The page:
It was in there that Stevie met Alain Kerloc’h, a restaurant manager and sommelier from Brittany also working the fine dining scene. When Alain moved to Belfast, his wife Laura’s hometown, the duo found themselves in the same city, with the same ambitious dream to bring something bold, fresh and exciting to Belfast.
Stevie says opening his own restaurant in the city was always the goal, and having passed the ‘To Let’ sign of the building on Oxford Street, overlooking the River Lagan, one too many times he finally plucked up the courage to call the letting agent.
“People said it wouldn’t work down here, there’s not much else going on, and very little parking, but I saw something in that old tile shop, and the room matched exactly was I had in mind for OX.”
He had a strong vision for the restaurant from day one: to provide the same quality of food and attentive service as in the fine dining rooms of Paris, but in a more relaxed, simple environment.
And while informed by their mutual fine dining pedigree, the menu at OX is driven by humble local produce. With imagination, creativity and an enlightened touch, dish after dish Stevie transforms a handful of simple ingredients in to something that provokes excitement and awe.
Along with great local proteins, and despite its meaty moniker, OX guarantees menus which pay careful attention to seasonal vegetables and fruit. Fresh produce comes from Drew Fazer, the walled gardens at Helen’s Bay, and Ballywalter Estate in Bangor, with whom the restaurant has developed a particularly symbiotic relationship.
Stevie says that Ballywalter’s ‘specialty’ produce, like edible flowers and fig tree leaves, and the rapport he has built with Lady Dunleath, a food historian, constantly enables and inspires him to create unique, entirely plant focused dishes.
“Vegetables can be so much more than a garnish,” he says.
“Meat and fish look after themselves, but to make vegetables taste great is a challenge. It takes so much more creativity and care.”
He name checks L’Arpege, and Noma among examples of Michelin starred restaurants that are doing visionary things with vegetables, and says it’s dining trend that’s going no where. “Customers want to eat healthier too.”
Unlike many chefs who play down their Michelin star ambitions, Stevie openly and refreshingly admits that getting a stamp of approval in that little red book was always a goal of his.
Relaxed, informal and reasonably priced, he says OX is an example of how there is no set formula to achieving a Michelin star. “The main thing is the quality and consistency of the food.” To temper his point he looks to fellow Michelin star holders EIPIC at Deanes, just a few streets away.
“We were awarded Michelin stars on the very same day and our styles of service couldn’t be more different. EIPIC has white linen table cloths and gourmand style food, whereas our food and dining room is more pared back. And that’s great, visitors to Belfast can dine here one night and at EIPIC the next, and have two entirely different Michelin star experiences.”
The exemplary food at OX is supplemented by intuitive service and a carefully compiled wine list, both spearheaded by Alain. They come together to complete the OX dining experience – a culinary affair that is becoming more bespoke, interactive and global through a series of events and pop up dinners that Stevie has curated.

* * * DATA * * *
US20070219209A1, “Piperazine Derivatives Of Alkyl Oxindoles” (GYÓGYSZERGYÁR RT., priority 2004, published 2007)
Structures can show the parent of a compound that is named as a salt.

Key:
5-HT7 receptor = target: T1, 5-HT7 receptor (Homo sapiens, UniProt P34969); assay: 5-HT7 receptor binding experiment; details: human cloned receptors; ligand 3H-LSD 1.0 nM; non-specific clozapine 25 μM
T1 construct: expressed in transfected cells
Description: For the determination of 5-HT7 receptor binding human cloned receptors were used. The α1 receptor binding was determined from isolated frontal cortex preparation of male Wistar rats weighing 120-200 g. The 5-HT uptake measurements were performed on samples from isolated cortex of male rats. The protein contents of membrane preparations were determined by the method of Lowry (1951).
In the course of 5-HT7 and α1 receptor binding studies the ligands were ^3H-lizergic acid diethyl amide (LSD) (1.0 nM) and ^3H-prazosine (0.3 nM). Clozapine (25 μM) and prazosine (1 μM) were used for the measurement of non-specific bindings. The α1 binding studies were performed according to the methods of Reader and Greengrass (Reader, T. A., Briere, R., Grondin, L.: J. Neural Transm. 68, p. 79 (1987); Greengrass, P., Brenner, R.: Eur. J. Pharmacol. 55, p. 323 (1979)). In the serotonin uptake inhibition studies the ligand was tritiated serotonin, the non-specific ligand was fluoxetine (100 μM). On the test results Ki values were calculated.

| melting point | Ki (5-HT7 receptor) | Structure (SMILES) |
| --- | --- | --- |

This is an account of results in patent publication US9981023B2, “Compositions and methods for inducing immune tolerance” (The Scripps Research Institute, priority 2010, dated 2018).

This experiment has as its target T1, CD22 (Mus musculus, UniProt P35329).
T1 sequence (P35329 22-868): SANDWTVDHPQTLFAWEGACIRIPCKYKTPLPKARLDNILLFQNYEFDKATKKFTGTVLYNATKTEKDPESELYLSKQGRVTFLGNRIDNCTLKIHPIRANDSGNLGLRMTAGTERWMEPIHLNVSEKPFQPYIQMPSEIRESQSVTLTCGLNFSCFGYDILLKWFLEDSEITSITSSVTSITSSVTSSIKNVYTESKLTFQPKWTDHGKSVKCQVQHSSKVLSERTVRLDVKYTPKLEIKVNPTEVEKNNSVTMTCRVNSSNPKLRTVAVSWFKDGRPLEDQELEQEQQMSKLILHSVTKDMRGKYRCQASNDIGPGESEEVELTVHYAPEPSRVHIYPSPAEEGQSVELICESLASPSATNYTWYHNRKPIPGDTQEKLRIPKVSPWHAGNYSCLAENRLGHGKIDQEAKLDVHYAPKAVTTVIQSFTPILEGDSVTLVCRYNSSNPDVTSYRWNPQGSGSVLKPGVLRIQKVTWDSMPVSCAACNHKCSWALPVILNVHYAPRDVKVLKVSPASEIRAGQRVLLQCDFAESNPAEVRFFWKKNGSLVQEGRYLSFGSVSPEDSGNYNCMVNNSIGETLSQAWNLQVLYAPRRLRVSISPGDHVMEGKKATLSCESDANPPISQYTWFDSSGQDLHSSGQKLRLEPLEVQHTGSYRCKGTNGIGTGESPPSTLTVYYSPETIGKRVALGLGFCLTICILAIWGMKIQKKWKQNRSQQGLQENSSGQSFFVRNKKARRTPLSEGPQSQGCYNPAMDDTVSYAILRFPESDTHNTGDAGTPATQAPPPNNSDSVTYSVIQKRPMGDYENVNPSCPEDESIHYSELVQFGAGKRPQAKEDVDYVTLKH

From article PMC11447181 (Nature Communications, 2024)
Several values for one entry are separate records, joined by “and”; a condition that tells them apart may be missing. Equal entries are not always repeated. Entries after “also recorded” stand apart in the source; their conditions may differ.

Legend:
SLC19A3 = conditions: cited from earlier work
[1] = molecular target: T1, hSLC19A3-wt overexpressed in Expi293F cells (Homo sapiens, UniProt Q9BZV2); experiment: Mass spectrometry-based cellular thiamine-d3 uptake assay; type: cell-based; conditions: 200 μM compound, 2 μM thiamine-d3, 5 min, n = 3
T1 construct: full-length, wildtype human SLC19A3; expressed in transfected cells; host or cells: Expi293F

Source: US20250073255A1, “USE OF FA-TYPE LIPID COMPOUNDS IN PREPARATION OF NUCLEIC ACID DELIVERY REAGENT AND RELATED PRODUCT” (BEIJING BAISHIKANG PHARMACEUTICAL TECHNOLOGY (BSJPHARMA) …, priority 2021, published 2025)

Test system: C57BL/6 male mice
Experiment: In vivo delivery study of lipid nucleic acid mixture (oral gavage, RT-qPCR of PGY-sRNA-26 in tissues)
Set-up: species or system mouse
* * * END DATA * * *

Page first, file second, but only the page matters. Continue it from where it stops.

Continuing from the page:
The first OX-with-a-difference event took place on their one year anniversary, when Alain Passard, the visionary chef behind L’Arpege, came to cook at the restaurant; an evening that Stevie says still remains to be topped as a career highlight.
Next, was the ‘OX South’ pop-up dinner at Ballymaloe LitFest. “We finished service at one, half one, and packed everything in the car, drove for five hours, and on one or two hours kip went on to serve some of the most well-known and best regarded people in the food world – it was mad!”
In their most ambitious venture to date, OX crossed the Atlantic and taking over the Dead Rabbit Bar in NYC, run by Belfast friends Seán Muldoon and Jack McGarry. Stevie reached out to the bar to enable his ambitious vision to pair OX’s food with great cocktails, and together they brought to life ‘Ox Meets the Rabbit’. “Where better to do that then at the best bar in the world?”
Just last month Stevie and the ‘OX family’ of chefs took on their next challenge, took on a St Patrick’s day pop-up at Carousel in London’s Mayfair. Part of the Condé Nast Traveller Chef World Series, he served up an Irish inspired feast over three courses, that finished with the resurrection of a ‘boozy’ OX favourite, a play on an apple crumble made with Bushmills jelly, lavender, oats and baked apple sorbet.
“We will never open another OX,” Stevie says, “but by collaborating with restaurants all over the world we can share the OX dining experience elsewhere in Ireland and across the globe.”
Last time I checked pigs still couldn’t fly, but with Stevie Toman as its master this ox has grown wings.
Erica grew up with a baker and confectioner for a father, and a mother with an instinct and love for good food. It is little wonder then that, after completing a law degree, she went on to do a Masters in Food Business at UCC. With a consuming passion for all things food, nutrition and wellness, working with TheTaste is a perfect fit for Erica; allowing her to learn and experience every aspect of the food world meeting its characters and influencers along the way.